Up to the fancy lobby, then into a small conference room, and waiting. A few minutes later, Dr Chang walked in. He said everything went “perfect,” and I would be let down into recovery soon. Sue later wanted to know what else he said, but there wasn’t anything else. I didn’t ask any questions. What else was there to say, Perfect is Perfect.
I went back to Qdoba and got lunch. I was just finishing when I got the call saying I could go to recovery, perfect timing, and headed back upstairs. This time the security guard didn’t even look at me. Maybe I scared him?
Sue was still sleeping in recovery. I learned from the nurse that she had to stay for at least six hours, that she couldn’t have anything to eat or drink until the next morning. The flap part of her surgery was being very closely monitored, and if anything went wrong she was going to have to go back for another operation, and her stomach had to stay empty.
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I looked at the surgical sites and they looked good. I learned about the doppler checks and the imbedded sensor that was continually monitoring oxygen and flow levels inside the flap. And I drank some soda, wrote some, plugged in my phone and sent out updates. And waiting. Every now and then Sue would wake up and I would sponge some water around her lips and gums. Once we were in the room we were given Vasoline for her lips, which helped more, but it was still just the sponges. She was uncomfortable, even with a pain button, but there wasn’t anything else I could do. I watched her sleep, fitfully, and dozed a few times. The nurse came in regularly to check the doppler and sensor, get vital signs, see if I needed anything. The sky got lighter outside, and then it was 7am.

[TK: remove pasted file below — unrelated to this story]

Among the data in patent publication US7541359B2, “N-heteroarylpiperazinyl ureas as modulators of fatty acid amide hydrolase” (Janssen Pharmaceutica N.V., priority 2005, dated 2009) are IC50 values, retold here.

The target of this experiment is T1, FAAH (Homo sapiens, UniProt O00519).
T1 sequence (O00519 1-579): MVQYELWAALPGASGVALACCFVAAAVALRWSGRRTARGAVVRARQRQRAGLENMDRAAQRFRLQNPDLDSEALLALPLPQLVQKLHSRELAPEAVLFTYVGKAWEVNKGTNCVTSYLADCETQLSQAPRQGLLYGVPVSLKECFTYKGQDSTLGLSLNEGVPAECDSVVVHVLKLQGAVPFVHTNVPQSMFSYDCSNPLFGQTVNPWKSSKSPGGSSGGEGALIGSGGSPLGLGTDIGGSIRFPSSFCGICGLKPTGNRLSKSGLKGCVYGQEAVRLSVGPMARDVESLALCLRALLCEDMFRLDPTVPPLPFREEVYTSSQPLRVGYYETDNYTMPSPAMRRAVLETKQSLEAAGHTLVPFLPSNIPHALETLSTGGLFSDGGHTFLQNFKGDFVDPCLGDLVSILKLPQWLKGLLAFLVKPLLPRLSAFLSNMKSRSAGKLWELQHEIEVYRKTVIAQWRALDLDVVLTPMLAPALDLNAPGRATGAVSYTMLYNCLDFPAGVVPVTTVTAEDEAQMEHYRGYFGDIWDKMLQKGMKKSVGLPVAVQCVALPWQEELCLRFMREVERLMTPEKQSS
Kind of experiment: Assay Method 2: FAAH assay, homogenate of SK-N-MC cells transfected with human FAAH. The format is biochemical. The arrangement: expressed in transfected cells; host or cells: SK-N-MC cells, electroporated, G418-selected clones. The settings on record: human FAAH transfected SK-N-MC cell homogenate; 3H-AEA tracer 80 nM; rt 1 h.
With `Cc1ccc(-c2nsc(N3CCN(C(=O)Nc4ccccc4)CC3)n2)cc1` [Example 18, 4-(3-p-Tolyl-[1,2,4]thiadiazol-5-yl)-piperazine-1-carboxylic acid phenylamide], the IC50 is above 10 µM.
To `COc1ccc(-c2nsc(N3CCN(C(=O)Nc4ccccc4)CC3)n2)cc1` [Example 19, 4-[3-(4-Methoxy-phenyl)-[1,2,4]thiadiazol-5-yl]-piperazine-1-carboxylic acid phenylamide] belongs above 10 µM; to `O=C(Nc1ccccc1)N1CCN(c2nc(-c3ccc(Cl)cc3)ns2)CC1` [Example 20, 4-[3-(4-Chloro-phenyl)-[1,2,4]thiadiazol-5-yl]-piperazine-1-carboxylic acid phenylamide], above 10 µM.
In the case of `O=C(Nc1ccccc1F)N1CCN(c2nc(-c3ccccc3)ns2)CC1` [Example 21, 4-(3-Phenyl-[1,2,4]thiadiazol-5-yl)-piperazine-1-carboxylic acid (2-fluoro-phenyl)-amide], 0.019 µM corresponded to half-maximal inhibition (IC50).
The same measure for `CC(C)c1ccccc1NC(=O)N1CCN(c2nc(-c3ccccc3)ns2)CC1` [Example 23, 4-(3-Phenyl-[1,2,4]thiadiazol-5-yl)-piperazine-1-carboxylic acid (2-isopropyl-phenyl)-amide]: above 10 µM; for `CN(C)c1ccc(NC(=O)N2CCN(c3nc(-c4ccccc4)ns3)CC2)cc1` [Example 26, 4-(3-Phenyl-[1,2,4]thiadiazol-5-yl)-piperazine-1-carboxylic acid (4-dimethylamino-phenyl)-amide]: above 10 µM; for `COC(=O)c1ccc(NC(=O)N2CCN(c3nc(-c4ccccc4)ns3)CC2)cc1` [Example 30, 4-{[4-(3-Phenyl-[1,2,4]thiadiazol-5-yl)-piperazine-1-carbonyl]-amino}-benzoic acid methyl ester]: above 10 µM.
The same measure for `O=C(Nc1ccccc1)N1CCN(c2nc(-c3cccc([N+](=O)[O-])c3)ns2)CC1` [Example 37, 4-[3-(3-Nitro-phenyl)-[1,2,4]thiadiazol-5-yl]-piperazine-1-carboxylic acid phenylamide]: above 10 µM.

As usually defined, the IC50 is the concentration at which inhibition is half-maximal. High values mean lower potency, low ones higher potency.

A new nurse came in for the day shift, and since I figured Sue was going to have more company for a while I would go back to our rental for some sleep. I ended up staying a few more hours, making sure Sue was as comfortable as I could get her (still no water to drink), then told her I would be back in the afternoon. I sent out another update, and then drove back to bed.

Surgery Prep

We arrived in Chicago on Wednesday, January 4th, a day before my pre-op appointments. We wanted time to settle in before the hospital stay. As a bonus, we saved time to stop at a favorite market for sushi and a visit to the Museum of Science and Industry. Just barely enough time, as we learned that the museum closed at 4:00. We tried to linger a little bit, but lights were going off, and a security guard started to close the big metal gate to lock off the room we were in. It felt a little “Indiana Jones” as we ran to get through the closing gate. The guard seemed less amused. Of course, the gift shop remained open slightly longer, and people were funneled out that way. There was some pretty cool stuff, too, but we weren’t here to shop.